Brownback Right to Rescind LGBT Executive Order

Re-affirming the balance of power, the Kansas Governor says the legislature should decide controversial LGBT issues.

By Rachel Alexander Published on February 12, 2015

When outspoken liberal Democrat Kathleen Sebelius was governor of Kansas, she unilaterally signed an executive order in 2007 making lesbian, gay, bisexual and transgender (LGBT) state workers a protected class equivalent to race, color, gender, religion, national origin, ancestry and age.

On Tuesday, Kansas Governor Sam Brownback (R) rescinded the order, stating, “Any such expansion of ‘protected classes’ should be done by the legislature and not through unilateral action.” In place of it, he issued an order which reiterated support for existing constitutionally protected classes, and declared that the state will “implement employment management practices for veterans and disabled individuals that include outreach, hiring, support, mentoring, development, rewards and recognition for achievement.”

The LA Times described the move as “removing protections” for LGBT workers. In reality, Brownback merely re-established the proper balance of powers between the executive and legislative branches in his state, and reversed the collision course with religious liberties that results from indiscriminately making LGBT individuals a specially protected class. To judge from recent experience, these laws tend to pit LBGT interests against the freedom of religion and freedom of association of others.

Anti-discrimination laws should not trump other basic rights. Laws against gender discrimination, for example, do not and should not force women pastors upon churches that oppose women’s ordination. In contrast, the current effort to make LGBT persons a “protected class” has led to bakers, florists and bed-and-breakfasts being successfully sued for refusing to participate in same-sex marriages that contradict their religious convictions.  This turns “non-discrimination” laws into a cudgel to beat the recalcitrant into submission to the ascendant orthodoxy.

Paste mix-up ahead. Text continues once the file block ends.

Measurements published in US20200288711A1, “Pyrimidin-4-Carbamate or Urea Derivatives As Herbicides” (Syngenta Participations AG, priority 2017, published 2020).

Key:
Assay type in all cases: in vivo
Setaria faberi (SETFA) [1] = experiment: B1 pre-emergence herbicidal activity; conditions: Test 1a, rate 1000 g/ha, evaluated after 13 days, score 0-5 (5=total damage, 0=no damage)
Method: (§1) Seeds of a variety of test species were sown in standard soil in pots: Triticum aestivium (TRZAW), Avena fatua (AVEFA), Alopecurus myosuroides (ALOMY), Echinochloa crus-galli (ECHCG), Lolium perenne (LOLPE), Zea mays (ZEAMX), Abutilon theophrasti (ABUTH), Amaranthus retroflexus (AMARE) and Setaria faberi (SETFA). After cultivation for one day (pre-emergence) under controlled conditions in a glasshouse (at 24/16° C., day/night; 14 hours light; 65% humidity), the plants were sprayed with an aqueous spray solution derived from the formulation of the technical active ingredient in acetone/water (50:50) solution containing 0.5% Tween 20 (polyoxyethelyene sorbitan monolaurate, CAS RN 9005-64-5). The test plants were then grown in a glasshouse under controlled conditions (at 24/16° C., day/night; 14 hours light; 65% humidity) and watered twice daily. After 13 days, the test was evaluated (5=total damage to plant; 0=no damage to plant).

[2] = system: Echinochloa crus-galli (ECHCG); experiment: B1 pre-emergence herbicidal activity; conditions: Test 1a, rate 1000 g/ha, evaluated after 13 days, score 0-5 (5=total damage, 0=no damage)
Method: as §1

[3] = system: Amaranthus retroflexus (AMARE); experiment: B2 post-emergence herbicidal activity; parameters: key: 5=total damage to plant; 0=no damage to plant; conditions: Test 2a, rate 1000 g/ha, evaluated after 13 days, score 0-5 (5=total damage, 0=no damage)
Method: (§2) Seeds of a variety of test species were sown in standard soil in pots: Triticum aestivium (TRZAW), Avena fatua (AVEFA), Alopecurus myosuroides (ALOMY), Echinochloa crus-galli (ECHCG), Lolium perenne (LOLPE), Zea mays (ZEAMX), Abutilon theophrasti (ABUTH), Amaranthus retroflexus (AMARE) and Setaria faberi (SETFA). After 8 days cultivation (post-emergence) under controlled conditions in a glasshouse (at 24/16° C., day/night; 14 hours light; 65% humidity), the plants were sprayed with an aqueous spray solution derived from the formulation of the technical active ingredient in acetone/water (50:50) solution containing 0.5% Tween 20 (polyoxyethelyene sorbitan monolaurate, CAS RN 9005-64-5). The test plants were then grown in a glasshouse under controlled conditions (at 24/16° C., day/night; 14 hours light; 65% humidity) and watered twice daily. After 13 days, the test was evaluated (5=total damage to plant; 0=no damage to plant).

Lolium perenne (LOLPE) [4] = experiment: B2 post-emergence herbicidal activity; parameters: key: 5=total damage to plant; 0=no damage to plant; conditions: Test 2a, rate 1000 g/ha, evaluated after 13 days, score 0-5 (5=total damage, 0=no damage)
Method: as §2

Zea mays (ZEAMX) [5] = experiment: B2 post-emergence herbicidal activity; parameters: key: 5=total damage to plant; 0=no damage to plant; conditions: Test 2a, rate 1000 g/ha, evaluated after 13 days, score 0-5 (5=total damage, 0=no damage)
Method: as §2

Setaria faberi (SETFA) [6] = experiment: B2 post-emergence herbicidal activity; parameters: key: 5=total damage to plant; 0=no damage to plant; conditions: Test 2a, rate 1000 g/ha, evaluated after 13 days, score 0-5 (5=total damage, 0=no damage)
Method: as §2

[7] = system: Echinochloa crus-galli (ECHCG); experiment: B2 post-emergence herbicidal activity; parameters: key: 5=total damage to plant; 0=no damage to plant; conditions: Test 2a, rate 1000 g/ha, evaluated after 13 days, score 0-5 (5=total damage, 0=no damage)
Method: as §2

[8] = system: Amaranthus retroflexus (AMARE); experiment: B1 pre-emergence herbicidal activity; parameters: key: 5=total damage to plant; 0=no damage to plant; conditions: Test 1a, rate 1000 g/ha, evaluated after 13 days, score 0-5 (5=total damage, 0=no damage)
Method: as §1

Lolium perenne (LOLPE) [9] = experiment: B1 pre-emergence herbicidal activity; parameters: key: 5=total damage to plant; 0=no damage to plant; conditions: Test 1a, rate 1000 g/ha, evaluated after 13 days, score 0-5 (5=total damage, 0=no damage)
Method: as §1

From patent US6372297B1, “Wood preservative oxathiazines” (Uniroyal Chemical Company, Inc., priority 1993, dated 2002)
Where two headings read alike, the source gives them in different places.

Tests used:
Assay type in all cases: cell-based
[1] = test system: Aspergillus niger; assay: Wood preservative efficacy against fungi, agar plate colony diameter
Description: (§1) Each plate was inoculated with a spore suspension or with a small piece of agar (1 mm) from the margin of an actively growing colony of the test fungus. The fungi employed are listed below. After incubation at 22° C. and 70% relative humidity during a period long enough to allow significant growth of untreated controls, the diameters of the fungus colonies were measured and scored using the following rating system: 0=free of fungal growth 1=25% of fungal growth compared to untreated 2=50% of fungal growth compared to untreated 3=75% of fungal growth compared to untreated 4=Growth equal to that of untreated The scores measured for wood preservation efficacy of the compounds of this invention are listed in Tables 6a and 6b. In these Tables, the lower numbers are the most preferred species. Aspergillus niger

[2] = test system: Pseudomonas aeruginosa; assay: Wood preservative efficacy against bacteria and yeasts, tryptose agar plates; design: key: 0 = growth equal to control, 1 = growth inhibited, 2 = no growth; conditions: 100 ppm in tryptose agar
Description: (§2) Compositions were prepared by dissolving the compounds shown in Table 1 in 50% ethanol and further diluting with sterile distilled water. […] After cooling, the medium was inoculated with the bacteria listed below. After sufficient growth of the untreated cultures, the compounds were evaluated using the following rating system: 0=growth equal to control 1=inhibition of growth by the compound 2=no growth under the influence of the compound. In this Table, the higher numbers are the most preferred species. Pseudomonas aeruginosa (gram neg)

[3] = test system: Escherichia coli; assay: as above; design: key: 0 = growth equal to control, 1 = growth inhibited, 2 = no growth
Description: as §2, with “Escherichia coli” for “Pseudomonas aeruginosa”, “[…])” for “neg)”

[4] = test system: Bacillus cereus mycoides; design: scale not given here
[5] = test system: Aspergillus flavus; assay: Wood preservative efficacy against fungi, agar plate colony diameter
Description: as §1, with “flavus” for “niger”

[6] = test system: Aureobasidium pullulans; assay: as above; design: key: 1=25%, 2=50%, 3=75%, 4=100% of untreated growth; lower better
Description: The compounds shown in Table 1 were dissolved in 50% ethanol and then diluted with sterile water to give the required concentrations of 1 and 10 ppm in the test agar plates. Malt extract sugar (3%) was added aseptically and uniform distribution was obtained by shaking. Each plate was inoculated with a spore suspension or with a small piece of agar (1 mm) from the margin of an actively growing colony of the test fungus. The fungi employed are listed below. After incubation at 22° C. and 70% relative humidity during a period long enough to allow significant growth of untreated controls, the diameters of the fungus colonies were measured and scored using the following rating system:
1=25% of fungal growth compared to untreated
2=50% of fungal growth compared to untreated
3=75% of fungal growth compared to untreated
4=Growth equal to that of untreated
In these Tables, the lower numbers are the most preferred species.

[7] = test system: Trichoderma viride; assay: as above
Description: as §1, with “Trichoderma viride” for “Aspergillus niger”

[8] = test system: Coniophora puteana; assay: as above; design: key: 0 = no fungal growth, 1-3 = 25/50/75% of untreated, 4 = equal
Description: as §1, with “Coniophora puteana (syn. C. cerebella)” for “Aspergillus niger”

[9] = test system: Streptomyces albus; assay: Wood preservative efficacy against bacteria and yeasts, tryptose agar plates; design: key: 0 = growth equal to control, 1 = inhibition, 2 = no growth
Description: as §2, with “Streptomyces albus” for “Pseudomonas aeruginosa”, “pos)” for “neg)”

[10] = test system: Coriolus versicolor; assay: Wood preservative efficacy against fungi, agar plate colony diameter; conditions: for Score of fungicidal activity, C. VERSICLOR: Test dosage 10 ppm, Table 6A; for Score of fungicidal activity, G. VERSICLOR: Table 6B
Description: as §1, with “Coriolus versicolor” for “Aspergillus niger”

Unlike gay libertarians, most of whom would prefer to be left alone, a small but powerful minority of left-wing LGBT activists seeks to make the public affirmation of homosexuality mandatory for everyone, preferably with taxpayer-funded benefits.

Instead of sticking to traditional channels like the legislature to accomplish their agenda, this handful of activists seeks unilateral mandates from compliant judges and executives. Governor Brownback is merely returning the debate to the legislature where it belongs. No legislature is infallible, of course, but it is the body most likely to find a solution that is broadly representative.

The Founding Fathers wisely set up our American system of government with checks and balances: A legislature that represents the people has been delegated the immense task of deciding most of the controversial public policy issues and allocating the people’s money. The executive branch may veto a bill, but it is not to be the sole author. Neither is the judicial branch to strike down legislation under the ruse of creating new rights. This is what happened in Roe v. Wade, which solved nothing and resulted in the legalized death of millions of unborn human beings in the US since 1973.

Keep in mind, too, that there already are laws and remedies in place to address real discrimination, such as suing an employer who dismisses an employee unfairly. Adding this additional layer, which is likely to collide with first amendment rights, is something that at least needs to be publicly debated. That isn’t happening everywhere, but perhaps it can happen in Kansas.

Governor Brownback is taking a commonsense approach, wisely leaving such a controversial decision up to the people’s representatives – the legislature – to decide.

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